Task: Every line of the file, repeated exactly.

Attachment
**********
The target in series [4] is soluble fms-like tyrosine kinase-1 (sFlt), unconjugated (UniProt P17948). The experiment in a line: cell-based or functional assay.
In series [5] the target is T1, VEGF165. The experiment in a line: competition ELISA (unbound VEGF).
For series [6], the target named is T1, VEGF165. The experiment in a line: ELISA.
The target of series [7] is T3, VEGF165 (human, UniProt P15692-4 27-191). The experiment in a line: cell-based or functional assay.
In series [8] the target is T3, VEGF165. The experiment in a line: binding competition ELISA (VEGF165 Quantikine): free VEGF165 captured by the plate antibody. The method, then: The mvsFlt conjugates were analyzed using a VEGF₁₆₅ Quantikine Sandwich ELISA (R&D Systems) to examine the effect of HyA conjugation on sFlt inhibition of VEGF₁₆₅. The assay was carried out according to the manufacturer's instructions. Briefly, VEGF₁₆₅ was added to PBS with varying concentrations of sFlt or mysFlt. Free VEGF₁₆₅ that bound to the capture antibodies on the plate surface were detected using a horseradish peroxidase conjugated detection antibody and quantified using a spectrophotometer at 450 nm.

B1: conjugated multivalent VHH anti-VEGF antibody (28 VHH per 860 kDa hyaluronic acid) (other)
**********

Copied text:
The target in series [4] is soluble fms-like tyrosine kinase-1 (sFlt), unconjugated (UniProt P17948). The experiment in a line: cell-based or functional assay.
In series [5] the target is T1, VEGF165. The experiment in a line: competition ELISA (unbound VEGF).
For series [6], the target named is T1, VEGF165. The experiment in a line: ELISA.
The target of series [7] is T3, VEGF165 (human, UniProt P15692-4 27-191). The experiment in a line: cell-based or functional assay.
In series [8] the target is T3, VEGF165. The experiment in a line: binding competition ELISA (VEGF165 Quantikine): free VEGF165 captured by the plate antibody. The method, then: The mvsFlt conjugates were analyzed using a VEGF₁₆₅ Quantikine Sandwich ELISA (R&D Systems) to examine the effect of HyA conjugation on sFlt inhibition of VEGF₁₆₅. The assay was carried out according to the manufacturer's instructions. Briefly, VEGF₁₆₅ was added to PBS with varying concentrations of sFlt or mysFlt. Free VEGF₁₆₅ that bound to the capture antibodies on the plate surface were detected using a horseradish peroxidase conjugated detection antibody and quantified using a spectrophotometer at 450 nm.

B1: conjugated multivalent VHH anti-VEGF antibody (28 VHH per 860 kDa hyaluronic acid) (other)